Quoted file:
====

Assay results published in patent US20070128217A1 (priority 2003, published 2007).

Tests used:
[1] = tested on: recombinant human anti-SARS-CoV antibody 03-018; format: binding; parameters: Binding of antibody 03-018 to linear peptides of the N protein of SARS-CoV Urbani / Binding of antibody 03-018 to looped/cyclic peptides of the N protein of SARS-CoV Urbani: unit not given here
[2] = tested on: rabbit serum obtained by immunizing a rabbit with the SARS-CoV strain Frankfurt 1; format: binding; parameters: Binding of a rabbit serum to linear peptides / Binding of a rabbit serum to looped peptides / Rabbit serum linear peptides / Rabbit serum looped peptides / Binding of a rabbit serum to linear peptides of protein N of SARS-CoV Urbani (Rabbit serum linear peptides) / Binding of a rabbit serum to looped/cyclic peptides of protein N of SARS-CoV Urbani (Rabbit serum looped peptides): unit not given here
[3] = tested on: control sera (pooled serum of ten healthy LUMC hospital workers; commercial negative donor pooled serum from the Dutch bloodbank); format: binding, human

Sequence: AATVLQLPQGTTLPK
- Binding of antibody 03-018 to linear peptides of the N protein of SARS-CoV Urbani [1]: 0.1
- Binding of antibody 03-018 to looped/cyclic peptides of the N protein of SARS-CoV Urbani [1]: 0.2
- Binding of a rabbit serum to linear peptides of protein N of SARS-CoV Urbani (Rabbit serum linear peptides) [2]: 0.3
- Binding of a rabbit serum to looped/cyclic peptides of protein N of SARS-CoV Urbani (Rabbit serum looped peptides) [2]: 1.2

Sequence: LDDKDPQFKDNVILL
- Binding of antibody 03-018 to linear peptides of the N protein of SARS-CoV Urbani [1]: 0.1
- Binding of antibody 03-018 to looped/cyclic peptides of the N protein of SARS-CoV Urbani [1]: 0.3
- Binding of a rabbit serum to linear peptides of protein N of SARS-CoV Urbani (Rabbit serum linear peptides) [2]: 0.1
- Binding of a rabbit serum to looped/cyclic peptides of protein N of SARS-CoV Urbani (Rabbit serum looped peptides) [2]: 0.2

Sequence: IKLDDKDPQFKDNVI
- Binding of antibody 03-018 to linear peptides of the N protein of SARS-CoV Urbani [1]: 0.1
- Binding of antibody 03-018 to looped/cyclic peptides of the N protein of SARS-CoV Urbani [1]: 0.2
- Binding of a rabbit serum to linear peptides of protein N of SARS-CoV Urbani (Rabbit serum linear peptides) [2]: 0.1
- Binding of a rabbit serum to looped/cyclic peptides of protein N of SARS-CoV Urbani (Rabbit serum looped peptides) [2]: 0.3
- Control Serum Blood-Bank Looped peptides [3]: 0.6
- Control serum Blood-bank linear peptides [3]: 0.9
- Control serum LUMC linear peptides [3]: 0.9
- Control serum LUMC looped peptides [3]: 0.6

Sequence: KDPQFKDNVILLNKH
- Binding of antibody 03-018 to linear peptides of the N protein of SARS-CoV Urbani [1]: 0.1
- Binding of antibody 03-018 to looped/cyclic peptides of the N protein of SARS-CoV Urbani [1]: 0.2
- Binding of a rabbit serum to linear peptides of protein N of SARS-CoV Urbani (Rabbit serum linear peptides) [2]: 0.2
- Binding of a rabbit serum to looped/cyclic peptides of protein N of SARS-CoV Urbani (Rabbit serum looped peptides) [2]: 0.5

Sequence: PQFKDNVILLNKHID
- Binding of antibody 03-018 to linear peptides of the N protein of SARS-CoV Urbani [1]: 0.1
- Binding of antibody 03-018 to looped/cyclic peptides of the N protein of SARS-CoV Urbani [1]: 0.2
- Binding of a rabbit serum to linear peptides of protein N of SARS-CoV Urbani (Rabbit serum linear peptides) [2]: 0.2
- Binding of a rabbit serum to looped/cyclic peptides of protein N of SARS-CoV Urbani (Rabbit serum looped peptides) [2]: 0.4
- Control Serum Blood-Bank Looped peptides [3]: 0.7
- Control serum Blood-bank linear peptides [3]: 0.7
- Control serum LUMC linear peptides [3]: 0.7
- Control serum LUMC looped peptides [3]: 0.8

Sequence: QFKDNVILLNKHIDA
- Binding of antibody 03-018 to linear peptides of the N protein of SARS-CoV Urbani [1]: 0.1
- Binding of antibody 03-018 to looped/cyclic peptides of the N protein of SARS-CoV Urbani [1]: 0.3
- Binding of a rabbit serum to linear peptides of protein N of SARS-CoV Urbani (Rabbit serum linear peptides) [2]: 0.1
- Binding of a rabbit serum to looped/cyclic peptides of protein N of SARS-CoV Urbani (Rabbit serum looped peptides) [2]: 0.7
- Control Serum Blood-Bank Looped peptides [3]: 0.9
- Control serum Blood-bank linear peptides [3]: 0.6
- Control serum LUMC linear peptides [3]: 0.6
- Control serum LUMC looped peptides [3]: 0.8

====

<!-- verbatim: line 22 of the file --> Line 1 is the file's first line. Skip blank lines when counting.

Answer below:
- Control serum Blood-bank linear peptides [3]: 0.9